• Form by invagination (inward growth) or evagination (outward growth) from an epithelial sheet

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Endocrine Glands

  • Ductless glands

  • Produce hormones: regulatory chemicals that they secrete by exocytosis directly into the extracellular space

    • From there the hormones enter the blood or lymphatic fluid and travel to specific target organs

    • Each hormone prompts its target organ(s) to respond in some characteristic way

  • Most are complex multicellular organs

    • Some are individual hormone-producing cells in organs (intestines/brain)

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Exocrine Glands

  • More numerous than endocrine glands

  • Secrete their products onto body surfaces (skin) or into body cavities:

    • Unicellular glands directly (exocytosis)

    • Multicellular glands via an epithelial-walled duct that transports the secretion to the epithelial surface

  • Mucous, sweat, oil, salivary glands

  • Liver, (bile), pancreas (digestive enzymes)

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Unicellular Exocrine Glands

  • Only important example of a unicellular (one-celled) gland is the goblet cell

  • Shaped like a goblet (drinking glass with a stem)

  • (d): Sprinkled in the epithelial linings of the intestinal and respiratory tracts amid columnar cells with other functions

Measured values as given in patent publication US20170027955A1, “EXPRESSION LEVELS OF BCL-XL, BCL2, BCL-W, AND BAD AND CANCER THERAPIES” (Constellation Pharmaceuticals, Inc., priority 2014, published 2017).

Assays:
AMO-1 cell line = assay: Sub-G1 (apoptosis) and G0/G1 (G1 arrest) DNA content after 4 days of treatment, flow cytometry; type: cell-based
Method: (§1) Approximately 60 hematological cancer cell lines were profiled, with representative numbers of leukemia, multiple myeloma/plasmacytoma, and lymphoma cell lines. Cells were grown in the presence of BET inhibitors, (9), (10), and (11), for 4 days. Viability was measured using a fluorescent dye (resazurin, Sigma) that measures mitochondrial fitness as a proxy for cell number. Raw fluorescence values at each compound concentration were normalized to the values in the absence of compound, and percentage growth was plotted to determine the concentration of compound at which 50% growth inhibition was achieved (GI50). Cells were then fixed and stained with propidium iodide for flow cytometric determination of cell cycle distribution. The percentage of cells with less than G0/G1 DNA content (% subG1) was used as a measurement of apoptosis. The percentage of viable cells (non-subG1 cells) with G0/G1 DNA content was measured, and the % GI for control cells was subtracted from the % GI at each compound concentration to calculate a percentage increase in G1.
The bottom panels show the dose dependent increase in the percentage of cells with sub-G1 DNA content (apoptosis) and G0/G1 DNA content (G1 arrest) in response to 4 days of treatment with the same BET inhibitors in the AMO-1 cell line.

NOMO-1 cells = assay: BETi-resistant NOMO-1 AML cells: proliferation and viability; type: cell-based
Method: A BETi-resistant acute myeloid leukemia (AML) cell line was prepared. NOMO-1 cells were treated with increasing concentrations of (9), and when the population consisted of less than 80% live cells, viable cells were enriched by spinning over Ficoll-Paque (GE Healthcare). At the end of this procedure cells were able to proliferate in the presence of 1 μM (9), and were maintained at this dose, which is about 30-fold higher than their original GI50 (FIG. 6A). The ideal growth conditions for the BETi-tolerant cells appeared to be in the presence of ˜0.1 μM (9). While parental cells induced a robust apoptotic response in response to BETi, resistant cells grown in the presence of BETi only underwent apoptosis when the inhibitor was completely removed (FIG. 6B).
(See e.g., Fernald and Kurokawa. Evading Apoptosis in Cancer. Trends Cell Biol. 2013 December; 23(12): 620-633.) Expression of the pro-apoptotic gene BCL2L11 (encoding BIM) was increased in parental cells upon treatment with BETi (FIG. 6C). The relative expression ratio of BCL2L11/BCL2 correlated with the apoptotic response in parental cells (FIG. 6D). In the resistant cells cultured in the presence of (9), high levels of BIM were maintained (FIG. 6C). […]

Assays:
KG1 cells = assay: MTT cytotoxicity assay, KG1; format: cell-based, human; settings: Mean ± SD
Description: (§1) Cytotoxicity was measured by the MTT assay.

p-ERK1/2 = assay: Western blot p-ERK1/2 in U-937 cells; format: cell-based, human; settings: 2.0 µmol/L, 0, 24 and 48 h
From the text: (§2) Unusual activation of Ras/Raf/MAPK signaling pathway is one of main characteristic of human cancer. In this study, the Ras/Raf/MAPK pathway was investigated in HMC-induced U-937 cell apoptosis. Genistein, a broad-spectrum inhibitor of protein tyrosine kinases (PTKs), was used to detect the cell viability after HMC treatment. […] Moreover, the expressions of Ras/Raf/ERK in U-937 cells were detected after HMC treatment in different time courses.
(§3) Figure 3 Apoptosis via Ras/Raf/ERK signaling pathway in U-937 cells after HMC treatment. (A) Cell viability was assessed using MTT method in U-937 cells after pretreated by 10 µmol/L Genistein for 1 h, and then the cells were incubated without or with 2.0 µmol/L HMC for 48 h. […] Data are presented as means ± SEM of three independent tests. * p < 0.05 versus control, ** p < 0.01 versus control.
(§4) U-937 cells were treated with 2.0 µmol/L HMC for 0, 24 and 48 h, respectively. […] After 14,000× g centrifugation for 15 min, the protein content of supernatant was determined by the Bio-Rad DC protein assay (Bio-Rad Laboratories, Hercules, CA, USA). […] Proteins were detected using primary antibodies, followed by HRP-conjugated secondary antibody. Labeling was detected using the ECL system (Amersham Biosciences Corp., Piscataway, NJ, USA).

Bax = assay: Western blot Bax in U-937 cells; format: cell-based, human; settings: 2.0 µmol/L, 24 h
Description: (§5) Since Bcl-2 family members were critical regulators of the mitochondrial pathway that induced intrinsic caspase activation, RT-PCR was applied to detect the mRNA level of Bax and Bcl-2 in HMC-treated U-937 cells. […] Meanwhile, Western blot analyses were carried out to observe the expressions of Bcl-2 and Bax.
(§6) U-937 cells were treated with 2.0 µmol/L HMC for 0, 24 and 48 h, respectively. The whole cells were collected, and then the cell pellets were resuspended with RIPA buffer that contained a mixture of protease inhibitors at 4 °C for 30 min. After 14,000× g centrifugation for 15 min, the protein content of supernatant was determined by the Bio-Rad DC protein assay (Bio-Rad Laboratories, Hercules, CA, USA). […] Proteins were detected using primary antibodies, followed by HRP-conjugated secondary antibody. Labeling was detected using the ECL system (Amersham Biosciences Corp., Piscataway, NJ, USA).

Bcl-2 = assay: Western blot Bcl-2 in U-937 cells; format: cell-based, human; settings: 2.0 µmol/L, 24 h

• In humans produce mucin: complex glycoprotein that dissolves in water when secreted

      • Once dissolved, mucin forms mucus, a slimy coating that both protects and lubricates surfaces

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Pseudostratified Columnar EpitheliumUnicellular Exocrine Glands (Goblet Cells)

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Multicellular Exocrine Glands

  • Two basic parts:

    • An epithelium-derived duct

    • Secretory unit consisting of secretory cells (acini)

  • In all BUT the simplest glands, supportive connective tissue surrounds the secretory unit and supplies it with blood vessels and nerve fibers, and forms a fibrous capsule that extends into the gland proper and divides the gland into lobes

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Multicellular Exocrine GlandsStructural Classification

  • On the basis of their duct structures

    • Simple:

      • Unbranched duct

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Multicellular Exocrine GlandsStructural Classification

  • Compound:

    • Branched duct

    • Compond: mulitple branched ducts

    • Further classified by their secretory units:

      • Tubular: if the secretory cells form tubes

      • Alveolar: if the secretory cells form small, flask-like sacs (alveolus=small hollow cavity)

      • Tubuloalveolar: if they have BOTH types of secretory units (tubes and alveolar)

        • NOTE: acinar is used interchangeably with alveolar

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Multicellular Exocrine GlandsFunctional Classification

  • Modes of Secretion:

    • Merocrine Glands:

      • Secrete their products by exocytosis as produced

      • Secretory cells are not altered in any way

      • Examples:

        • Sweat glands

        • Pancreas

        • Salivary glands

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Multicellular Exocrine GlandsFunctional Classification